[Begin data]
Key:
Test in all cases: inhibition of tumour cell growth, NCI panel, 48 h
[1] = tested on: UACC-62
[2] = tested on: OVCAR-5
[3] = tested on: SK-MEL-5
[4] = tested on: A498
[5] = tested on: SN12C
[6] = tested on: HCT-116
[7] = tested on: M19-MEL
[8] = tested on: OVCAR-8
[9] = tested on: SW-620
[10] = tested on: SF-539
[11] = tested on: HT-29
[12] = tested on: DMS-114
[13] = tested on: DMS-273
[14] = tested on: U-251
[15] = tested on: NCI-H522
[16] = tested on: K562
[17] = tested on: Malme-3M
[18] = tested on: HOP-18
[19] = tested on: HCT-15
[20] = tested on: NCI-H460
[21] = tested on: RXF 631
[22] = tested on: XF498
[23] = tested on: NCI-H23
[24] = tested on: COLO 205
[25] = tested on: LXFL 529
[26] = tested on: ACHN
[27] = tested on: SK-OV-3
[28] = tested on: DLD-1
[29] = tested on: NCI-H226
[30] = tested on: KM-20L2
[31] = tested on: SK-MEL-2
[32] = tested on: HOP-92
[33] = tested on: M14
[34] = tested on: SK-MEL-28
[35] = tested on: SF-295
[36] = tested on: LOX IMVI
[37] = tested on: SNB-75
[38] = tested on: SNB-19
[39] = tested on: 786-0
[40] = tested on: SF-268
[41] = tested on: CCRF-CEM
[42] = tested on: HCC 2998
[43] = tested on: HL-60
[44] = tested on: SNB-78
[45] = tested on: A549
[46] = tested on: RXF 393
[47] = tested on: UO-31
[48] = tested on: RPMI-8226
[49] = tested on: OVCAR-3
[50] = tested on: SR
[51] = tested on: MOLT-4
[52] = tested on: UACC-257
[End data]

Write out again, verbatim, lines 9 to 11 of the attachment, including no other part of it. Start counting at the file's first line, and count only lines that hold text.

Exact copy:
[7] = tested on: M19-MEL
[8] = tested on: OVCAR-8
[9] = tested on: SW-620